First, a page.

Nick and Caroline Robertson-Brown from Frogfish Photography take a group of divers and underwater photographers to the Farne Islands to dive with some very special British marine life…
The Farne Islands is a remote cluster of rocks and islets found just off the north-east coast of England, 40 miles south of Scotland. The closest town is Seahouses, and it is from this harbour (or Beadnell Bay) that you can set out on the short ride to this amazing outcrop of Northumberland. There are some 20 islands (although some of these are only visible at low tide) and they are made up of an outer and inner group of islands. They are internationally famous for their wildlife with huge numbers of birds, including puffins, selecting this as their breeding grounds during the summer months. Going ashore on most of these islands is not allowed, in an effort to protect the wildlife living there. Tourists flock to the region and take boat rides to see and photograph the wildlife, and they nearly all come to see the most charismatic of the species residing here – puffins and the seals.
We aim to dive the Farne Islands at least twice every year; once in peak summer season to try to get the best weather, and then also at the end of October to try to be there for the seal pupping season, when over 1000 seals are born each year, and you can get incredible, close-up and intimate underwater encounters with these amazing wild animals. We always take the trip with Paul Walker from Farne Island Divers, who is a great skipper, and has truly expert knowledge of these islands. He has a huge RIB that not only can get us to the dive sites before the slower hard boats arrive, but that can also be manoeuvred much closer in, to where the seals are resting and, of course, to get us to the very best sites. The ability to get right up to the rocks also means that we get to enjoy plenty of the bird life and can spend our surface intervals watching the puffins and other seabirds whilst warming up with a mug of hot soup.
The diving here, however, is not only about the seals, but also offers great marine scenery with gullies lined with hundreds of anemones, juvenile fish and crustaceans hiding amongst the kelp forests and wrecks to explore. Whilst this superb UK diving is not to be overlooked, most importantly to us, it offers our divers and budding photographers the chance to get in, photograph and interact with the local seals. To really enhance the possibility of seeing the seals up close, you need to stay in the relatively shallow water, and so this experience is a great way to get people enthusing about UK diving.
One of our favourite sites is Little Harcar, diving along a small, shallow wall, to a maximum depth of about 10m. Your initial encounter may well be with a larger seal buzzing you, flashing past far too quickly to even raise your camera to try to get off a shot. Gullies in the rock face are a good place to explore, and you will often see the seals playing overhead. Keep going and you will enter a small bay area, and this is where all the serious action happens. It seems to be a place where the seals like to relax in one of the many cracks in the rock, which may have a sleeping seal wedged in for a bit of shut-eye. The young ones are most likely to be awake and up for a bit of fun, and they will follow you for a while, occasionally grabbing your fin, until they pluck up the courage to come around and have a good look at you. This is the sort of UK dive site that can have you staying in the water for well over an hour, regardless of the cool water off the rugged yet beautiful north east coastline. As an underwater photographer, it is, sometimes, hard to know which way to point the camera, when you have 3 or more eager seals vying for your attention.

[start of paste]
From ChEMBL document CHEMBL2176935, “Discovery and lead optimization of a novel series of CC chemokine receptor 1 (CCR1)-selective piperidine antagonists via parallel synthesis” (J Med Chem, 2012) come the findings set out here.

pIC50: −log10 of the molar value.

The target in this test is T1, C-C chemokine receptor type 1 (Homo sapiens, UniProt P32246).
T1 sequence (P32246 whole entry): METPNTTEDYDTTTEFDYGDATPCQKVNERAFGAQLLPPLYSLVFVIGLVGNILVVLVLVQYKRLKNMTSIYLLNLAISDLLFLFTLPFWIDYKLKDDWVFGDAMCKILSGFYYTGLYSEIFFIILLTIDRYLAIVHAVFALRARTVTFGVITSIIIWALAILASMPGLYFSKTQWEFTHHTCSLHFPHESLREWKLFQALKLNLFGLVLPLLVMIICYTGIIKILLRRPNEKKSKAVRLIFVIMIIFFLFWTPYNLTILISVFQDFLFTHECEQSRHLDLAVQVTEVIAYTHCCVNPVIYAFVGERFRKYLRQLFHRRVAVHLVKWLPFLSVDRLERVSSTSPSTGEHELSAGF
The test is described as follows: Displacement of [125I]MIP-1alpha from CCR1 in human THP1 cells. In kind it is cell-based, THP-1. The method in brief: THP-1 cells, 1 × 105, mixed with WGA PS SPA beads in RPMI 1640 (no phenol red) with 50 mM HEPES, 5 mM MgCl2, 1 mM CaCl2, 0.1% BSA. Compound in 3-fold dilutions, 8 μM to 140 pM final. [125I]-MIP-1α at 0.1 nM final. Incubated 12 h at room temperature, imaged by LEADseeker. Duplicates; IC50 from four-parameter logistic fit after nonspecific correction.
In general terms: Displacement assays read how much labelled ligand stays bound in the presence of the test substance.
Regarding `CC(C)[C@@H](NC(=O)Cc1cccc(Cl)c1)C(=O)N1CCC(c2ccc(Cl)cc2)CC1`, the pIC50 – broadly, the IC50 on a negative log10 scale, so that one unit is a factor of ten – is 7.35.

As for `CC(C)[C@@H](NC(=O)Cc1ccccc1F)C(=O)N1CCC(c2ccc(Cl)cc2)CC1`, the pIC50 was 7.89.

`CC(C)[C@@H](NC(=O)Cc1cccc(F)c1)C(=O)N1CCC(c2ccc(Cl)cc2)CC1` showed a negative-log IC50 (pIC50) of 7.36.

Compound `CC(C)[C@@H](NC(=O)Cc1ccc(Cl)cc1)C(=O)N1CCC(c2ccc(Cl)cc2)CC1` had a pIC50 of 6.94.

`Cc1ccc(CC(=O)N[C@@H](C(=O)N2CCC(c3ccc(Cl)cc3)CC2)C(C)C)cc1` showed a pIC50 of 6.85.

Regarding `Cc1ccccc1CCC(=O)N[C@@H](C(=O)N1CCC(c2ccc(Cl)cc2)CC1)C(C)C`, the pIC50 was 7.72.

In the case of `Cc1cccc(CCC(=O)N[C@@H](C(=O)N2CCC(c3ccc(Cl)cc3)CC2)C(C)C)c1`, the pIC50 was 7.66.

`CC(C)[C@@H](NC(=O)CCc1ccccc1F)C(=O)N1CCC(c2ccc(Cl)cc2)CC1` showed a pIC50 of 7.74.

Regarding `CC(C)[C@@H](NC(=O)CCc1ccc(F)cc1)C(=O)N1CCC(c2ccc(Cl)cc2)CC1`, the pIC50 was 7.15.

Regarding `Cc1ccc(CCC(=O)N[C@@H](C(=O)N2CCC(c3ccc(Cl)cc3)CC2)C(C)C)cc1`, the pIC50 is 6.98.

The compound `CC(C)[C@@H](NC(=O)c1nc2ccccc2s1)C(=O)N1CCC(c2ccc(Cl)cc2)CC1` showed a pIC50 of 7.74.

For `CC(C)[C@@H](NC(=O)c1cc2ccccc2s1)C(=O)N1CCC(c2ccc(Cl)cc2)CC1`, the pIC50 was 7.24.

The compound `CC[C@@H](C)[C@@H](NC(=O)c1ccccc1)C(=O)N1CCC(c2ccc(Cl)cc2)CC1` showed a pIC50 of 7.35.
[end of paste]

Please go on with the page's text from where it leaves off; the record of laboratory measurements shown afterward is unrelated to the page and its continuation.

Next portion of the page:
Our experienced skipper, Paul, always waits until we’re out and on the islands to select the best dive site. Bobbing in the water, close to shore to assess the currents, tides and also whether the seals look like they are in the right frame of mind and are up for a spot of playing about with divers. Just because there are large numbers of seals lying about on the island doesn’t mean they are in the mood for swimming with humans. Most of the islands will have a group of seals, hauled up on the shore for a spot of R & R, often after they have been out on a hunting expedition; but when approached by a boat, many will dive into the water and then pop up their heads to look at you inquisitively. When you have lots of seals in the water, all looking at the boat, as if to ask when you might be getting in, you sort of get the feeling that it is going to be a good dive.
On our most recent trip, the weather looked like it might ruin our final day of diving, with large waves beating up onto shore, but Paul found us an amazing and very sheltered spot, and as he manoeuvred the boat into position, what look like at least 100 seal heads popped up out of the water, pleading with those puppy dog eyes for you to come and play. Our skipper still seemed a little dubious about the dive; “It’s only 4-5m deep here and you will have to stay away from that channel only 15 m away, which has a 5 knot current ripping through it. Are you sure you want to dive here?” Came the question from our skipper. The response was inevitable. “Too right,” came the reply as all 10 of us started scrambling into our dive gear. It was one of the best days diving we have ever had in the Farne Islands. The sun was shining and we were in shallow water, with playful seals and beautiful scenery. As underwater photographers, particularly, there is not a better dive anywhere in the UK, and possibly further afield too when it is like this!
To find out more about Farne Island Divers, visit www.farneislanddivers.co.uk.
To find out more about Frogfish Photography and the courses and trips they offer, visit www.frogfishphotography.com.